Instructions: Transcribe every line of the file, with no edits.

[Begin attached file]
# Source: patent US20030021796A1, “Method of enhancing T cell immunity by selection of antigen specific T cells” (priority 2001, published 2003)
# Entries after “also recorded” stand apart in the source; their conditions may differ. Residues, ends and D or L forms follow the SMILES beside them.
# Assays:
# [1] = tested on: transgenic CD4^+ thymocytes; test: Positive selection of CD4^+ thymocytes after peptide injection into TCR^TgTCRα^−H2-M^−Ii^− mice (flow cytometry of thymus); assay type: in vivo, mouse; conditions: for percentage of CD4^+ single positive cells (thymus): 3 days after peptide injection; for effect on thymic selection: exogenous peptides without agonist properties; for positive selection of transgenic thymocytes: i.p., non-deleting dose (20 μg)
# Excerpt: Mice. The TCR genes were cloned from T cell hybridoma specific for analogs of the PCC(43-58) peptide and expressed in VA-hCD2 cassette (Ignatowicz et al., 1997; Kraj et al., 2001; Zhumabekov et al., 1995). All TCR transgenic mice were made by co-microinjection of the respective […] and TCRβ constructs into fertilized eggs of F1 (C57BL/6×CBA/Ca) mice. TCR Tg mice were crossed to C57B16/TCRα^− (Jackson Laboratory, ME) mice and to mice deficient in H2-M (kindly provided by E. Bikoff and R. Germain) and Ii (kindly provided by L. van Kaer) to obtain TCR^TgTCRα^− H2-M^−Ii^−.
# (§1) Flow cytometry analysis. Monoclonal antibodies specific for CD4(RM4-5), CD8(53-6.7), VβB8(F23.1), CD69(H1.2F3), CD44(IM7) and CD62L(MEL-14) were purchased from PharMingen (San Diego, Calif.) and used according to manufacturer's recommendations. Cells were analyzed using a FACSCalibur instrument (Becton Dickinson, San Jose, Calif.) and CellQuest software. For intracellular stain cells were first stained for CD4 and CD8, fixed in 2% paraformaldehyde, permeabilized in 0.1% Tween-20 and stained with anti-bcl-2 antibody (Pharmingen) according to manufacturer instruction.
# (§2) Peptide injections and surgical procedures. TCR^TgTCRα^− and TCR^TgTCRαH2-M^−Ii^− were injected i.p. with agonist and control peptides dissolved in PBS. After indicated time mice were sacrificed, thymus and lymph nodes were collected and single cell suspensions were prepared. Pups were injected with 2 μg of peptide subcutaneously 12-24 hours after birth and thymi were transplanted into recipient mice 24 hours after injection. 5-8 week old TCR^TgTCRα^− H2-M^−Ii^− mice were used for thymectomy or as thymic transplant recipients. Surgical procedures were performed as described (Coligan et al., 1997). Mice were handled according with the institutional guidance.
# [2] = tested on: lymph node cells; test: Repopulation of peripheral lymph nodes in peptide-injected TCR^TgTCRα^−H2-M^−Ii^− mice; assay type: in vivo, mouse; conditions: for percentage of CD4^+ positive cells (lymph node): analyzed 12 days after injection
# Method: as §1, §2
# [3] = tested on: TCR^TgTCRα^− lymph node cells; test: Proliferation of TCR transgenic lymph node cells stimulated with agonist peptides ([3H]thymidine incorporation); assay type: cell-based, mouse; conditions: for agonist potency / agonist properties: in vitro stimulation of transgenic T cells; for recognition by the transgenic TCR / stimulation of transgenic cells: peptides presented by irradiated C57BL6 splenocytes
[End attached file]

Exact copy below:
# Source: patent US20030021796A1, “Method of enhancing T cell immunity by selection of antigen specific T cells” (priority 2001, published 2003)
# Entries after “also recorded” stand apart in the source; their conditions may differ. Residues, ends and D or L forms follow the SMILES beside them.
# Assays:
# [1] = tested on: transgenic CD4^+ thymocytes; test: Positive selection of CD4^+ thymocytes after peptide injection into TCR^TgTCRα^−H2-M^−Ii^− mice (flow cytometry of thymus); assay type: in vivo, mouse; conditions: for percentage of CD4^+ single positive cells (thymus): 3 days after peptide injection; for effect on thymic selection: exogenous peptides without agonist properties; for positive selection of transgenic thymocytes: i.p., non-deleting dose (20 μg)
# Excerpt: Mice. The TCR genes were cloned from T cell hybridoma specific for analogs of the PCC(43-58) peptide and expressed in VA-hCD2 cassette (Ignatowicz et al., 1997; Kraj et al., 2001; Zhumabekov et al., 1995). All TCR transgenic mice were made by co-microinjection of the respective […] and TCRβ constructs into fertilized eggs of F1 (C57BL/6×CBA/Ca) mice. TCR Tg mice were crossed to C57B16/TCRα^− (Jackson Laboratory, ME) mice and to mice deficient in H2-M (kindly provided by E. Bikoff and R. Germain) and Ii (kindly provided by L. van Kaer) to obtain TCR^TgTCRα^− H2-M^−Ii^−.
# (§1) Flow cytometry analysis. Monoclonal antibodies specific for CD4(RM4-5), CD8(53-6.7), VβB8(F23.1), CD69(H1.2F3), CD44(IM7) and CD62L(MEL-14) were purchased from PharMingen (San Diego, Calif.) and used according to manufacturer's recommendations. Cells were analyzed using a FACSCalibur instrument (Becton Dickinson, San Jose, Calif.) and CellQuest software. For intracellular stain cells were first stained for CD4 and CD8, fixed in 2% paraformaldehyde, permeabilized in 0.1% Tween-20 and stained with anti-bcl-2 antibody (Pharmingen) according to manufacturer instruction.
# (§2) Peptide injections and surgical procedures. TCR^TgTCRα^− and TCR^TgTCRαH2-M^−Ii^− were injected i.p. with agonist and control peptides dissolved in PBS. After indicated time mice were sacrificed, thymus and lymph nodes were collected and single cell suspensions were prepared. Pups were injected with 2 μg of peptide subcutaneously 12-24 hours after birth and thymi were transplanted into recipient mice 24 hours after injection. 5-8 week old TCR^TgTCRα^− H2-M^−Ii^− mice were used for thymectomy or as thymic transplant recipients. Surgical procedures were performed as described (Coligan et al., 1997). Mice were handled according with the institutional guidance.
# [2] = tested on: lymph node cells; test: Repopulation of peripheral lymph nodes in peptide-injected TCR^TgTCRα^−H2-M^−Ii^− mice; assay type: in vivo, mouse; conditions: for percentage of CD4^+ positive cells (lymph node): analyzed 12 days after injection
# Method: as §1, §2
# [3] = tested on: TCR^TgTCRα^− lymph node cells; test: Proliferation of TCR transgenic lymph node cells stimulated with agonist peptides ([3H]thymidine incorporation); assay type: cell-based, mouse; conditions: for agonist potency / agonist properties: in vitro stimulation of transgenic T cells; for recognition by the transgenic TCR / stimulation of transgenic cells: peptides presented by irradiated C57BL6 splenocytes